Learning how to stop properly on skis is one of the most important skills for every skier or snowboarder to master. Being able to control your speed and come to a complete stop safely is crucial for avoiding collisions, falls and injuries on the slopes. This comprehensive guide provides expert instruction, tips and techniques for mastering various ski stopping methods.
The ability to stop swiftly and effectively gives you much-needed control over your downhill momentum. Stopping requires coordination between your upper and lower body along with proper weight transfer. Mastering stops takes practice but is essential for safety. Unexpected obstacles, varying terrain and other skiers crossing your path make it necessary to know how to scrub speed and stop on demand.
Knowing when and how to use certain types of ski stops allows you to smoothly adapt to different conditions and situations. Learning proper stopping skills early on also builds confidence for learning more advanced skiing maneuvers down the line.
There are several main types of ski stops, ranging from basic to advanced. Mastering at least one or two can make you a well-rounded, adaptable skier.
The snowplow or wedge stop is the most fundamental stopping technique. It's usually the first method taught to beginners.
To execute a snowplow stop:
The wedge shape creates drag that slows you down. This is an effective way to control speed as a beginner.
The hockey stop allows experienced skiers to come to an abrupt, quick stop.
To hockey stop:
This aggressive braking method requires expertise. Use caution to avoid catching an edge.
The sideslip is somewhere between a wedge and hockey stop. It involves sliding the skis sideways across the hill to shave off speed.
Use sideslipping to scrub speed on steeper pitches. This versatile stop is great for tackling different inclines and conditions.
Learning to stop on skis has a learning curve. Be patient and watch out for these frequent beginner mistakes:
Concentrating on proper form will help you override these tendencies and stop more efficiently.
It is similar to a standard snowplow but with tails closer together than tips to provide more friction and braking power. Sit back and engage your edges to execute. This technique is useful for slowing down quickly on steeper slopes when you need more braking power than a regular wedge stop. Keep your weight centered between the skis as you bring the tails together.
It is an old-school technique that involves stemming one ski out perpendicular to the other with knees angled outward to quickly slow down. It's fun to try but requires expertise. The Stem Christie is an advanced move requiring good coordination and edge control to execute the stemming motion. Use it sparingly for style points rather than as your go-to stopping method.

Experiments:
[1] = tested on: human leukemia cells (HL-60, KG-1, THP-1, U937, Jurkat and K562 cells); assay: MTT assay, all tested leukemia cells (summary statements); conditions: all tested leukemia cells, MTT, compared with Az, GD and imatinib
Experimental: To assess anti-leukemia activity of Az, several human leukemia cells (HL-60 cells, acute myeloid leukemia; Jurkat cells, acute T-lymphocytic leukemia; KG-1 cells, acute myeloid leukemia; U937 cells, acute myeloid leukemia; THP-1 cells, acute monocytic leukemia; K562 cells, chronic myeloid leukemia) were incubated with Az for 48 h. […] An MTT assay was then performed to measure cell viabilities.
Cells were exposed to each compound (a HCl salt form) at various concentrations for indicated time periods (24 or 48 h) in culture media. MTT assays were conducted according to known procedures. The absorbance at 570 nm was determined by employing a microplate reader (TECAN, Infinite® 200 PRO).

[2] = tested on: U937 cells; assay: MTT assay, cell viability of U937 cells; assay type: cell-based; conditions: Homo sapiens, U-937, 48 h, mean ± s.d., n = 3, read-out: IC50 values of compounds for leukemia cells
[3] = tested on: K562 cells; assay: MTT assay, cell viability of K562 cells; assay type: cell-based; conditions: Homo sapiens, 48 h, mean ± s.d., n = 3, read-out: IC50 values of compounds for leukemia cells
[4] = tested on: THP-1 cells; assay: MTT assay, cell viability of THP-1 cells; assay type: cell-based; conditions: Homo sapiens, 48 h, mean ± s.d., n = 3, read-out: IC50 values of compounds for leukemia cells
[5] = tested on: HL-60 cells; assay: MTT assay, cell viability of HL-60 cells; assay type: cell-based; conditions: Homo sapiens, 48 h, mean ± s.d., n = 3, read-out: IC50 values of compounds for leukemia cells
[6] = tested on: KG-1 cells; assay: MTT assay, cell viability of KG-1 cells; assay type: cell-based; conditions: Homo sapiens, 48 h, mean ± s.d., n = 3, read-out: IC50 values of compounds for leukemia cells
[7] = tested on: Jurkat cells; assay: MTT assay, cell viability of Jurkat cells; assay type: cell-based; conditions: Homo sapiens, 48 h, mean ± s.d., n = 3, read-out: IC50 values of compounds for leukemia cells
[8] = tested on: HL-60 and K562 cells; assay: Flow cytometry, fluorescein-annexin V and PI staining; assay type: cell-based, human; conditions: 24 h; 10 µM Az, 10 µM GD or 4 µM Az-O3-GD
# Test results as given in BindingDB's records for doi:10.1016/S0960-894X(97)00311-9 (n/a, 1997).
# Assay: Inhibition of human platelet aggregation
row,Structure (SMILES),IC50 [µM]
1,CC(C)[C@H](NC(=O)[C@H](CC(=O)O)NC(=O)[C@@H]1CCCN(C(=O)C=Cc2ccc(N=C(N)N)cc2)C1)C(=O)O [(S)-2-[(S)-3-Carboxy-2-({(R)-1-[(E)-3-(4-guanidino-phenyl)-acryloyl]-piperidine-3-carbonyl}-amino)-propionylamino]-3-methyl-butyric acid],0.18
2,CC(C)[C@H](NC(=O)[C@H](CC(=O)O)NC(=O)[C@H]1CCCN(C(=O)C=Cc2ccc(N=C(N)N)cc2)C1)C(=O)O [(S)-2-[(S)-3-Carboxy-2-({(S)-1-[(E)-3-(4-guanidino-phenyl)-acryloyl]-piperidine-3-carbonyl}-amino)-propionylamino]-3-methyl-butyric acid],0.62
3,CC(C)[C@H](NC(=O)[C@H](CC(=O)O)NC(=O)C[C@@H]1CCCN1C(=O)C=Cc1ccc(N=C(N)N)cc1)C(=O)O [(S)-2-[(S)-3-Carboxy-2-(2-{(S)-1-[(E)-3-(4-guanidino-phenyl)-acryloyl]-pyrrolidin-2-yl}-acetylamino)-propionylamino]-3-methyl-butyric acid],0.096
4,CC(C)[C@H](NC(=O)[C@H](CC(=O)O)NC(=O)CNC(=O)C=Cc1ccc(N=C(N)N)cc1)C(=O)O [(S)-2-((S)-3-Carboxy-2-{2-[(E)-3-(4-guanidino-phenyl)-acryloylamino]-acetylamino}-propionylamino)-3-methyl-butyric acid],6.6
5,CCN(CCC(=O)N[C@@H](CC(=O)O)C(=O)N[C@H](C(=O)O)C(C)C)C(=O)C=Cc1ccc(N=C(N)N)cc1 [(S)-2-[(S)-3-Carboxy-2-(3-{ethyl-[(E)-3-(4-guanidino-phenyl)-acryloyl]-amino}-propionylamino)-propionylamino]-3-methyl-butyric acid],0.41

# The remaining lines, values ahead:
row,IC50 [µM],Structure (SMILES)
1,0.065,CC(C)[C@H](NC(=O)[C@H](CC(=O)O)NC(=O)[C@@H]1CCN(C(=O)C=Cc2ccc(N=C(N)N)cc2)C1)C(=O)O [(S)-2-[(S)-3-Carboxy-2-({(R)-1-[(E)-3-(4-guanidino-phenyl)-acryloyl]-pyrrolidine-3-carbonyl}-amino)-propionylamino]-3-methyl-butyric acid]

From a parallel skiing stance, gently skid the edges of both skis at the same pace to distribute pressure and stabilize your stop. This is a great way to scrub speed smoothly while maintaining stability on steeper slopes. Make subtle edge angle adjustments to control braking power and avoid catching an edge.
The type of stop you use should take into account variables like snow conditions, pitch, traffic and your skill level. Here are some general guidelines on which techniques work best for different situations:
Practice judging when to apply the ideal stop for maximum control and safety.
Learning proper stopping techniques is only part of the battle. You also need to ski in control and be prepared to stop at all times. Here are some key tips:
Stay focused, calm, and centrally balanced over your feet and edges. Have a plan and the ability to execute emergency stops if necessary.
In addition to edge control, effective ski stopping requires proper coordination between your upper and lower body. Keep these technique tips in mind:
With an athletic stance and centered balance, you can apply leverage and torque for a smooth, stable stop.
It’s common to make some mistakes when you first start learning how to stop on skis. Being aware of these errors can help you correct any bad habits early on:
Knowing when to use a certain stopping technique is key for safety and control. Consider these factors when deciding which method to use:
Get in the habit of assessing conditions and choosing your stop accordingly. Having multiple reliable techniques in your repertoire makes it easier to adapt.
Scanning ahead is one of the most important elements of ski stopping. You should always be looking at least 3-5 seconds down the slope to identify:
Focus about 10-15 feet ahead while also using peripheral vision to monitor edges and surroundings. Time your stops proactively, not reactively.
For most beginners, the snowplow stop is the easiest technique to start with. It allows you to control speed gently while feeling out your edges. Once comfortable, you can progress to the more abrupt pizza wedge stop.
Stay centered over your base of support, flex your ankles and knees to absorb force, and press straight down through your shins to engage your edges cleanly without catching.
In the same way you progress from a wedge to parallel turns, you will make this turn by using the hill to help you stop. When you are ready to come to a stop, bring your skis across the hill. Using the terrain to naturally stop.